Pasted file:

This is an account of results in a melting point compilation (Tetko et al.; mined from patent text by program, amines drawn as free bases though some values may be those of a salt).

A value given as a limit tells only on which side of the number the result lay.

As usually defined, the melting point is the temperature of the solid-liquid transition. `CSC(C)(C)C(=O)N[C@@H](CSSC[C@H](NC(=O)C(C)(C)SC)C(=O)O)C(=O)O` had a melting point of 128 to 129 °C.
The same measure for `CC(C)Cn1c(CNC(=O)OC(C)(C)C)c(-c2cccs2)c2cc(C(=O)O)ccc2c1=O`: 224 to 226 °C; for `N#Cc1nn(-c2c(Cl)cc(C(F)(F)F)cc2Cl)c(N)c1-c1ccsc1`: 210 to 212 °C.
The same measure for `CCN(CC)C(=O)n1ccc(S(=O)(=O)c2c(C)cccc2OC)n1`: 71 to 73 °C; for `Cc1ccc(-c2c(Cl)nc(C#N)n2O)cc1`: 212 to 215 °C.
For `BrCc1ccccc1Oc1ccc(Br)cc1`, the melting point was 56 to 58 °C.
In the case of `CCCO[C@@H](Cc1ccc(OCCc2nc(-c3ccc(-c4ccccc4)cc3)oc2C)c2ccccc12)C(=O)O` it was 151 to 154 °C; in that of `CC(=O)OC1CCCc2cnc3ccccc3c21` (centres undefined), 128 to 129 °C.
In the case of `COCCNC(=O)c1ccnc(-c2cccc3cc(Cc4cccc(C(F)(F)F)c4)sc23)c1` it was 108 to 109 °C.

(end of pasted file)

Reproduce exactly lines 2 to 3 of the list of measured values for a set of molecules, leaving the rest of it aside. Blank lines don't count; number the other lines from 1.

A value given as a limit tells only on which side of the number the result lay.

As usually defined, the melting point is the temperature of the solid-liquid transition. `CSC(C)(C)C(=O)N[C@@H](CSSC[C@H](NC(=O)C(C)(C)SC)C(=O)O)C(=O)O` had a melting point of 128 to 129 °C.